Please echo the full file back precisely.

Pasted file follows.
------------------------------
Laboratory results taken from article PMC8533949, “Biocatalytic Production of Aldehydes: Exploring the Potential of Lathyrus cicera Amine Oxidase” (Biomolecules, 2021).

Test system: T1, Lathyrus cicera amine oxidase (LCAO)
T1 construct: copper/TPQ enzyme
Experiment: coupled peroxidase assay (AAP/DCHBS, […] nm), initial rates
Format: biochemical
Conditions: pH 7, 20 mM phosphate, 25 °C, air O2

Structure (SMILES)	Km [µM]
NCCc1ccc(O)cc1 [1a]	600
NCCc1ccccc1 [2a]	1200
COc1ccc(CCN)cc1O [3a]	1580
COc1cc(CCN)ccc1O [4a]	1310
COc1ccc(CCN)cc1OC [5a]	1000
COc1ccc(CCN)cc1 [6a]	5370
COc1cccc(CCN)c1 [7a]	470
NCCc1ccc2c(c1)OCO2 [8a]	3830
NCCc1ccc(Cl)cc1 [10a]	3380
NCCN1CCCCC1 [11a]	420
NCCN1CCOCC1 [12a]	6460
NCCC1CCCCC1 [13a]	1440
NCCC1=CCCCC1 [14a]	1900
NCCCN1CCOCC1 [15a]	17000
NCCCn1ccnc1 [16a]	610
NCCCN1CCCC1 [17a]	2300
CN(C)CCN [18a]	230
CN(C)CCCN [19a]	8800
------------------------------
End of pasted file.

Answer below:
Laboratory results taken from article PMC8533949, “Biocatalytic Production of Aldehydes: Exploring the Potential of Lathyrus cicera Amine Oxidase” (Biomolecules, 2021).

Test system: T1, Lathyrus cicera amine oxidase (LCAO)
T1 construct: copper/TPQ enzyme
Experiment: coupled peroxidase assay (AAP/DCHBS, […] nm), initial rates
Format: biochemical
Conditions: pH 7, 20 mM phosphate, 25 °C, air O2

Structure (SMILES)	Km [µM]
NCCc1ccc(O)cc1 [1a]	600
NCCc1ccccc1 [2a]	1200
COc1ccc(CCN)cc1O [3a]	1580
COc1cc(CCN)ccc1O [4a]	1310
COc1ccc(CCN)cc1OC [5a]	1000
COc1ccc(CCN)cc1 [6a]	5370
COc1cccc(CCN)c1 [7a]	470
NCCc1ccc2c(c1)OCO2 [8a]	3830
NCCc1ccc(Cl)cc1 [10a]	3380
NCCN1CCCCC1 [11a]	420
NCCN1CCOCC1 [12a]	6460
NCCC1CCCCC1 [13a]	1440
NCCC1=CCCCC1 [14a]	1900
NCCCN1CCOCC1 [15a]	17000
NCCCn1ccnc1 [16a]	610
NCCCN1CCCC1 [17a]	2300
CN(C)CCN [18a]	230
CN(C)CCCN [19a]	8800